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Tax Lawyer > Blog > Domestic Tax Planning > Defrauded Baby Boomers Bring 72 year Old Tax Deduction Back In Style

Defrauded Baby Boomers Bring 72 year Old Tax Deduction Back In Style

by Richard S. Lehman, Esq., Tax Attorney

New tax importance is being given to a 72 year old tax deduction that has come of age with the baby boomers. This is a “theft loss” deduction that allows taxpayers to take advantage of financial losses that have resulted from certain financial frauds. This has become a major issue in light of the multibillion dollar Ponzi Schemes and similar frauds that are discovered on a daily basis.

The baby boomers will age and the fear will grow that they will outlive their remaining financial resources. After an internet bust, a real estate bust, a Wall Street giveaway, a worldwide recession and bankers now borrowing money at less than one percent while the boomers are paying 25% on their credit cards, the boomers are now prime targets for Ponzi Schemes. With that entire group seeking alternative investments to make sure that whatever they have will last; financial frauds, especially Ponzi Schemes will surely grow as the baby boomers reach their peak. Over 70 million people will be looking for the same high rates that will not exist.

In almost every case, the victims of Ponzi Schemes and similar financial frauds, will have more of the money they lost returned to them in the form of tax refunds for qualified theft losses than they will ever receive as a result of the litigation that typically follows the Ponzi Scheme debacle.

It is vitally important to know how the tax law works when it comes to these kinds of financial losses. For many, it may be the difference between receiving 50% of your Ponzi loss back in real dollars resulting from tax refunds or it may be less than 10% when it is not handled properly.

Just think about who benefits the most in a Ponzi Scheme. The victims go broke, the promoters go broke and to jail and the Internal Revenue Service wins.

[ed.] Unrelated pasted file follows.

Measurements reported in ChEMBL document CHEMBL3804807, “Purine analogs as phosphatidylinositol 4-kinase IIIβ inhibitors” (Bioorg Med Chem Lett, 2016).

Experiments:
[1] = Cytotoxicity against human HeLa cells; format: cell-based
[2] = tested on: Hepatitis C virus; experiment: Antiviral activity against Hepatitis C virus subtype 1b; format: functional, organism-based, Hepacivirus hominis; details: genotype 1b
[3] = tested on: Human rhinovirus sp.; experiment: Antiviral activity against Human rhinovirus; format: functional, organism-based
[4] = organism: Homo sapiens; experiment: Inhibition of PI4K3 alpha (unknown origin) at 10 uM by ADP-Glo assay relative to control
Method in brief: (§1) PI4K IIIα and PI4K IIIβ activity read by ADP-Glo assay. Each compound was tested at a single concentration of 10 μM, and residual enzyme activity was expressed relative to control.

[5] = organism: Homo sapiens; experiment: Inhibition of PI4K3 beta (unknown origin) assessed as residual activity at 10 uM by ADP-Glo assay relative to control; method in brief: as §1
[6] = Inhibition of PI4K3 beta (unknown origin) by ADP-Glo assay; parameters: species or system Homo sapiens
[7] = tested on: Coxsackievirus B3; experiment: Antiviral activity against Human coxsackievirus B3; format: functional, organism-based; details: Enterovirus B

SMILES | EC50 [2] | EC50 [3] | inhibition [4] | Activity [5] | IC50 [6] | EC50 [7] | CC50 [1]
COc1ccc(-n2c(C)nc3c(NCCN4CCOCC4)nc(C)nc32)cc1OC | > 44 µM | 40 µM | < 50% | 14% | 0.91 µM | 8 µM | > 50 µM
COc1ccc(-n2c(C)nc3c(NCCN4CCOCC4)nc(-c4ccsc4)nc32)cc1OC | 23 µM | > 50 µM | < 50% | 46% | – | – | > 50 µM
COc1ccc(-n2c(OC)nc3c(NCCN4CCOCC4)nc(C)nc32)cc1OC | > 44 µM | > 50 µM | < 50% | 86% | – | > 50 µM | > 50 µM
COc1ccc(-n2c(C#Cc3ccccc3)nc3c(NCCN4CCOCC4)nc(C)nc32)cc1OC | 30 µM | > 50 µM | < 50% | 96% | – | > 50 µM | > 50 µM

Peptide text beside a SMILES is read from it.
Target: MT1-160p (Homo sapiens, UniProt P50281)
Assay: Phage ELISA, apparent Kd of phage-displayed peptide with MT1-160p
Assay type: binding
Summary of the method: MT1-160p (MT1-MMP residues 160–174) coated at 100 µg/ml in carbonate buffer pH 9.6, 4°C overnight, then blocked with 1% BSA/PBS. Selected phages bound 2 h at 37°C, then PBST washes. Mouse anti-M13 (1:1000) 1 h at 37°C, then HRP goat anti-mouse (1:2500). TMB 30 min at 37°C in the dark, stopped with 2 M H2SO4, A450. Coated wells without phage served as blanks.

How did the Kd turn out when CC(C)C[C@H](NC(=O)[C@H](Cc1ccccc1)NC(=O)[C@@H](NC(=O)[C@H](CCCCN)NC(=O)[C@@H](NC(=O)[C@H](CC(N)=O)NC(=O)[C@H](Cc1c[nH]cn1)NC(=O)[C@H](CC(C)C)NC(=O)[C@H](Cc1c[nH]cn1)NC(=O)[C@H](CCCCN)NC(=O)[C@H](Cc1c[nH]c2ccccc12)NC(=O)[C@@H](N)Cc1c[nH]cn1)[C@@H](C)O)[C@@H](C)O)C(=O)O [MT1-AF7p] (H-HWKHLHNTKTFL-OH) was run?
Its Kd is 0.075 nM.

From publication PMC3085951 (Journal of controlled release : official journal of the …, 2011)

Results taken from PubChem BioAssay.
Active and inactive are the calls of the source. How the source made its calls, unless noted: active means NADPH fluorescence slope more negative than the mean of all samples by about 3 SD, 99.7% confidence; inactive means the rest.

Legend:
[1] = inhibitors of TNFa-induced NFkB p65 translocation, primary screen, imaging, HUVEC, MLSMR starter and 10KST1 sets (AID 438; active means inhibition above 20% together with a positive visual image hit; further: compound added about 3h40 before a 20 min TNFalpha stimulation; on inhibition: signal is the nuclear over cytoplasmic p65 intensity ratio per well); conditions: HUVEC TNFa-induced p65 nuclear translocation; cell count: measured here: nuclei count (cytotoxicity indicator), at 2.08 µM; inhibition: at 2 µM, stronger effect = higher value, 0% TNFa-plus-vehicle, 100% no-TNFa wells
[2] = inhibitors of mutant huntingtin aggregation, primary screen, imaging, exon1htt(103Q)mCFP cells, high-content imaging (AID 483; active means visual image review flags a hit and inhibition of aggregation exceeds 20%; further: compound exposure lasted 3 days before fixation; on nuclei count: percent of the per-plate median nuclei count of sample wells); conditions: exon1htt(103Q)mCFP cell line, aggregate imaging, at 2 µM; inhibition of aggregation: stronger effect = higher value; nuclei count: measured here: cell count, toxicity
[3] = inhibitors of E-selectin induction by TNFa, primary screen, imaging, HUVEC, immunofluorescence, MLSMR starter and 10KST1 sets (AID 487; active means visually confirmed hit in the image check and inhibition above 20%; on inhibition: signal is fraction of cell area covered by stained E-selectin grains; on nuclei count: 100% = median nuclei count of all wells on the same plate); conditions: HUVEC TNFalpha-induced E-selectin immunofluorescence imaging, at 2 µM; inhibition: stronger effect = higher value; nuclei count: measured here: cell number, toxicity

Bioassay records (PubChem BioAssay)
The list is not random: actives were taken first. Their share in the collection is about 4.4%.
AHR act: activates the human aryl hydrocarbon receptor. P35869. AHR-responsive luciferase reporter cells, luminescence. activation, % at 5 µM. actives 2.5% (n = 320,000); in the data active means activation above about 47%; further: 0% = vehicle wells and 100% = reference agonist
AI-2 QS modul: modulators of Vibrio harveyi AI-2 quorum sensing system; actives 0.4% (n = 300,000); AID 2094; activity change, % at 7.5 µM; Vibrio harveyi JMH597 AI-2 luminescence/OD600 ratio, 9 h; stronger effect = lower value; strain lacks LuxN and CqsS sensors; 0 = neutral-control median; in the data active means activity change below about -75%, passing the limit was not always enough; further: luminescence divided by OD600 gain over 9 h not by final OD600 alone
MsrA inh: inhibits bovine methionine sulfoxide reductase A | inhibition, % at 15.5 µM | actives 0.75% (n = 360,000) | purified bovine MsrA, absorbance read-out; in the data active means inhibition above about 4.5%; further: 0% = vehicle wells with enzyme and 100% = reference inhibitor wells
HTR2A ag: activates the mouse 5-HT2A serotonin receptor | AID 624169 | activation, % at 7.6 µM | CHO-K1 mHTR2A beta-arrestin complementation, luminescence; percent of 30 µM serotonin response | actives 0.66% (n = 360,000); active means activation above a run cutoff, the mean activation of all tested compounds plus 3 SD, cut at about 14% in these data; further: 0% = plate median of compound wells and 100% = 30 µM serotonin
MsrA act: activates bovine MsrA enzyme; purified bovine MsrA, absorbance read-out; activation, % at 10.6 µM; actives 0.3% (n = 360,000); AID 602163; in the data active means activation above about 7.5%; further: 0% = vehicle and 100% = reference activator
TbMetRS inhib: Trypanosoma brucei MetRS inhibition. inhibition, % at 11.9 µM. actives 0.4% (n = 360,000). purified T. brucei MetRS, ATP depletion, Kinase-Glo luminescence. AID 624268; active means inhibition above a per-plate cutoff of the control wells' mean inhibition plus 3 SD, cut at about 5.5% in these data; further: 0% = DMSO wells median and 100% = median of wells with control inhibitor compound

One simplistic but extreme EXAMPLE to make the point.

Assume that there is $10 Billion in Ponzi Scheme losses in 2011 in states that have a city and state tax together with the Federal tax that is nearing 50%. Assume that income and principal lost in the Ponzi Scheme was taxed at that 50% rate when it was reported in the past. This results in taxes paid in the past on that lost wealth of $5.0 Billion dollars.

Assume these Ponzi losses are deducted in 2011 and used against income for the years 2008 through 2010 as loss carry backs from the theft loss deduction.

This will mean that the loss from the total investments of income and principal that have been taxed at the highest brackets will be carried back and applied against all of the income in a particular year, not just income taxed at the highest bracket. To a large extent these losses will offset income in each prior year that was earned at lower rates. Income and principal taxed at 50% might be applied to reduce taxes on income that was taxed at only 20%.

If it is assumed that the refund paid on the $5 Billion in taxes paid was based at an average 20% tax rate, (20% x $10 Billion), the refunds paid to the taxpayer would only total ($2 Billion). In this case the I.R.S. will make $3 Billion ($5 Billion in tax – $2 Billion in refunds) on a failed investment scheme. Furthermore, the I.R.S. will have kept the $5 Billion in tax revenue for years without paying interest.